The Brits, in at least as far as the blues is concerned, have always been our archivists. With a few exceptions in the ’60s, including John Hammond, Butterfield and Bloomfield, Taj Mahal, and a select few equally articulate (but lesser-known), it wasn’t until the ’80s and the re-emergence of the West Coast and Texas and Gulf Coast schools that we really rejoined the blues roots party. It took perhaps a number of British invasions to hand back to the USA what we at least take for granted.
It comes as no surprise that Chris Barber disciple Long John Baldry, would choose Leadbelly as a vehicle to whom he would repay a musical debt. That Baldry would choose an artist so well documented will certainly invite comparisons, and perhaps give rise to the question, what would be the need for this transplanted Canadians interpretations? This effort is obviously a labor of love from someone who’s musical career has been significantly influenced by Huddie. Attention to detail is a big reason for this CDs attraction.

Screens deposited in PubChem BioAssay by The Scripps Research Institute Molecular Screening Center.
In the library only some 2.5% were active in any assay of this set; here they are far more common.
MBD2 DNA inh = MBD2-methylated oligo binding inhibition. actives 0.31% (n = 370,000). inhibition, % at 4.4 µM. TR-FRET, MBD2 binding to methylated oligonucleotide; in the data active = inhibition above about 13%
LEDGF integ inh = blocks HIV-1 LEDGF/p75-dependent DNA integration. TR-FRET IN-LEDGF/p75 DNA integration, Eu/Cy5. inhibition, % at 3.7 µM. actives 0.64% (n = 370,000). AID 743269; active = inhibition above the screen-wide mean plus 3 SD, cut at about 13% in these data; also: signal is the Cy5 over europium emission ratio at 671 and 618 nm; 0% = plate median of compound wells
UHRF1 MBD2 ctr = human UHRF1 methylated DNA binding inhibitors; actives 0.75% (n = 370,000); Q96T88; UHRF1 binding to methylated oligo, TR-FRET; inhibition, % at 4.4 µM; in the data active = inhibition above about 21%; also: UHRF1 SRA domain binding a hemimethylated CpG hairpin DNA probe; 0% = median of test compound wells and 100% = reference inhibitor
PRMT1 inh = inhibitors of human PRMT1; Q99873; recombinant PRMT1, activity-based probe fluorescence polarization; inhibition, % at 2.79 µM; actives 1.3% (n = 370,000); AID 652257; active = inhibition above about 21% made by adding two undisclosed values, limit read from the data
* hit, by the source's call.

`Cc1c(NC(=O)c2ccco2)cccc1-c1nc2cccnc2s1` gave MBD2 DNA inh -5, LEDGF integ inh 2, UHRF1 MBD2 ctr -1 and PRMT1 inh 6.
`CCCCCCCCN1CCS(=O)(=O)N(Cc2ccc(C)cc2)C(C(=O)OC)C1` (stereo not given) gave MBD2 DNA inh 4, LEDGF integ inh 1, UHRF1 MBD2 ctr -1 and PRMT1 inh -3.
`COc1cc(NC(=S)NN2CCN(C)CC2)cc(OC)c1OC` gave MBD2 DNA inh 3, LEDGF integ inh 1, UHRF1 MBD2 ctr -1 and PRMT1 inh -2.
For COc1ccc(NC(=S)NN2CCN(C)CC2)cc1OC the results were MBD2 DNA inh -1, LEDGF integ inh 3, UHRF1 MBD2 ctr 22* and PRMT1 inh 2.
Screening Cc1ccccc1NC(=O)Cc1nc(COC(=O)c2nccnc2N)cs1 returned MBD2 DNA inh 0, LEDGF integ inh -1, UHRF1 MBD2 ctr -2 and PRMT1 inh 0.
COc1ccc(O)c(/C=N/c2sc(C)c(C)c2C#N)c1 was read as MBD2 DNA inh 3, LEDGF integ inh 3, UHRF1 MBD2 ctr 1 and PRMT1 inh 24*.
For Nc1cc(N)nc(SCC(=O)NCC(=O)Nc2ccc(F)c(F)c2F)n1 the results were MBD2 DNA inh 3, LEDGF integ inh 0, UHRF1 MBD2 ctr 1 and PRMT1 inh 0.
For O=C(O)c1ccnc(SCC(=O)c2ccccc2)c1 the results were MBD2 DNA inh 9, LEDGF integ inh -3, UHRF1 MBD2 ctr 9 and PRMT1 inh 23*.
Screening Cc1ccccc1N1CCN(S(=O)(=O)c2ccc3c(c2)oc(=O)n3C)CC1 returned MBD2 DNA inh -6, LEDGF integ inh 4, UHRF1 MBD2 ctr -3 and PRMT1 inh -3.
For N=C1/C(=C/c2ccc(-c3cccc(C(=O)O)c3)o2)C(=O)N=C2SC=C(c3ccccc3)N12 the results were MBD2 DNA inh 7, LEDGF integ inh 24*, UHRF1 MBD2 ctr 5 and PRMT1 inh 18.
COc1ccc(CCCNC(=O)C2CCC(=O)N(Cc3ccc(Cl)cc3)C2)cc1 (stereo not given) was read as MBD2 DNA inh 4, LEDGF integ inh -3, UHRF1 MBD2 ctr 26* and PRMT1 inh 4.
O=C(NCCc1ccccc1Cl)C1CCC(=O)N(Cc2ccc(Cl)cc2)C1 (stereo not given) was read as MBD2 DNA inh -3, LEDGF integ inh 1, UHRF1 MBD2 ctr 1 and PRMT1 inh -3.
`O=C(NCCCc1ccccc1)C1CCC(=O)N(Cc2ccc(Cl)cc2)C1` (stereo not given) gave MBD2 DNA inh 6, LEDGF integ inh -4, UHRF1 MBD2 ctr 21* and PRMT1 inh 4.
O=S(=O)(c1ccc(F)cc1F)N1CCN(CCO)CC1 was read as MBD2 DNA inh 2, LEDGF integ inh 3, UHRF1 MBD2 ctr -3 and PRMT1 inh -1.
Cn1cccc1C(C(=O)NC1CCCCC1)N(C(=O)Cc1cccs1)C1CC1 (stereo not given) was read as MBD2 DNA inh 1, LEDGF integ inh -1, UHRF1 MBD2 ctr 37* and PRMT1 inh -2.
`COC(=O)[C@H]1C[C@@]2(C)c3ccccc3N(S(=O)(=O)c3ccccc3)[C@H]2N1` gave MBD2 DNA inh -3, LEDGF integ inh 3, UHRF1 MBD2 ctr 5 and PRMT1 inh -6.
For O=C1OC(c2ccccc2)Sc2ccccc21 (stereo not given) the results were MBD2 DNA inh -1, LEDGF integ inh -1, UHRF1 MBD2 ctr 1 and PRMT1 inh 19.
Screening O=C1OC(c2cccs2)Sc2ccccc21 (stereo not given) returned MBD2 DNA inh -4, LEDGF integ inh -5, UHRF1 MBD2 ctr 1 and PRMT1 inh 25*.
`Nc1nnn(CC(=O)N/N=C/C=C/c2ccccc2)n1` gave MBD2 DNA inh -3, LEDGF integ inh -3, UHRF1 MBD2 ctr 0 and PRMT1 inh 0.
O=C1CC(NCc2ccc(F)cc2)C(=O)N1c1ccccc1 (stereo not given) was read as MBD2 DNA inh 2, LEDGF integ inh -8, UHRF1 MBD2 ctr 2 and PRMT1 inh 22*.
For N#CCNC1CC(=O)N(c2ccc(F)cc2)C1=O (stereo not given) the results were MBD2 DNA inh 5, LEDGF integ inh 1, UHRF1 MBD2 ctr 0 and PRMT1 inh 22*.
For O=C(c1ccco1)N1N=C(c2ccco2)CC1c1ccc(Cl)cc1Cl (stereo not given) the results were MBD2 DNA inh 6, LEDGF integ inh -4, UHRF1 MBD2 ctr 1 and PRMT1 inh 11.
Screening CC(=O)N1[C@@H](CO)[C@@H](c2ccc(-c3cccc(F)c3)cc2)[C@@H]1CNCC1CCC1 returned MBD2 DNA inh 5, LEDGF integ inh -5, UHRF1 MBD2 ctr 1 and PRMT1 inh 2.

Baldry does a laudable job on this Stoney Plain effort, attaining the field recording ambience in a context that was certainly intended. One doesn’t need to read the liner notes to realize Bill Broonzy and Huddie Leadbetter were certainly strong influences on the early British interpreters. Young enthusiasts that included Alexis Corner, Lonnie Donegan, John Mayall, and even Page and Plant have recognized the inspirational credentials that those two American artists wielded.
This release represents one man’s tribute to an artist he loves and respects, and the affection comes shining through.
This article originally appeared in VG‘s Aug. ’02 issue. All copyrights are by the author and Vintage Guitar magazine. Unauthorized replication or use is strictly prohibited.